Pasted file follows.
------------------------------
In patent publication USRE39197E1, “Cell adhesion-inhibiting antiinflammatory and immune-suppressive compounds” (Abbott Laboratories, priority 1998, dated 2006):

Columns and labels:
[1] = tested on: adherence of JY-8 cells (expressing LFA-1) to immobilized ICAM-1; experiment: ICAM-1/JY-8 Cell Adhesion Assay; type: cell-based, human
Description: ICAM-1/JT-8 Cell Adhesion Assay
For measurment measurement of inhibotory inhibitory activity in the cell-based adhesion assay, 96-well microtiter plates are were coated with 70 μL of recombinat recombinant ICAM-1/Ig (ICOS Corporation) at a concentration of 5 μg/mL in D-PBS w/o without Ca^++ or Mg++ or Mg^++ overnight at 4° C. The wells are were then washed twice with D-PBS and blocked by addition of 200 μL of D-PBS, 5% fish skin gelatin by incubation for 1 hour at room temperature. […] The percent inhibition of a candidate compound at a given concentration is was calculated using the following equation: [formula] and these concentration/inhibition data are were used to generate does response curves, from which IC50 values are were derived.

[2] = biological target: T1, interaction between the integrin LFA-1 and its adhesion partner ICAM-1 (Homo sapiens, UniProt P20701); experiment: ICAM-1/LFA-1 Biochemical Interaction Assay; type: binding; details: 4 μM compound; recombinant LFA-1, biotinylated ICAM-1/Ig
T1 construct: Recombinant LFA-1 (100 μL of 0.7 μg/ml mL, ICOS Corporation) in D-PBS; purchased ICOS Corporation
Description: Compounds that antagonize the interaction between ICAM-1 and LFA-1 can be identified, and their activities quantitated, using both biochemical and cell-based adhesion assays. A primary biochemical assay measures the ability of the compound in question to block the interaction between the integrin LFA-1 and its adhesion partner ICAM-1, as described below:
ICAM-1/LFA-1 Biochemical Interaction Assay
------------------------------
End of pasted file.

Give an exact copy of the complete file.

In patent publication USRE39197E1, “Cell adhesion-inhibiting antiinflammatory and immune-suppressive compounds” (Abbott Laboratories, priority 1998, dated 2006):

Columns and labels:
[1] = tested on: adherence of JY-8 cells (expressing LFA-1) to immobilized ICAM-1; experiment: ICAM-1/JY-8 Cell Adhesion Assay; type: cell-based, human
Description: ICAM-1/JT-8 Cell Adhesion Assay
For measurment measurement of inhibotory inhibitory activity in the cell-based adhesion assay, 96-well microtiter plates are were coated with 70 μL of recombinat recombinant ICAM-1/Ig (ICOS Corporation) at a concentration of 5 μg/mL in D-PBS w/o without Ca^++ or Mg++ or Mg^++ overnight at 4° C. The wells are were then washed twice with D-PBS and blocked by addition of 200 μL of D-PBS, 5% fish skin gelatin by incubation for 1 hour at room temperature. […] The percent inhibition of a candidate compound at a given concentration is was calculated using the following equation: [formula] and these concentration/inhibition data are were used to generate does response curves, from which IC50 values are were derived.

[2] = biological target: T1, interaction between the integrin LFA-1 and its adhesion partner ICAM-1 (Homo sapiens, UniProt P20701); experiment: ICAM-1/LFA-1 Biochemical Interaction Assay; type: binding; details: 4 μM compound; recombinant LFA-1, biotinylated ICAM-1/Ig
T1 construct: Recombinant LFA-1 (100 μL of 0.7 μg/ml mL, ICOS Corporation) in D-PBS; purchased ICOS Corporation
Description: Compounds that antagonize the interaction between ICAM-1 and LFA-1 can be identified, and their activities quantitated, using both biochemical and cell-based adhesion assays. A primary biochemical assay measures the ability of the compound in question to block the interaction between the integrin LFA-1 and its adhesion partner ICAM-1, as described below:
ICAM-1/LFA-1 Biochemical Interaction Assay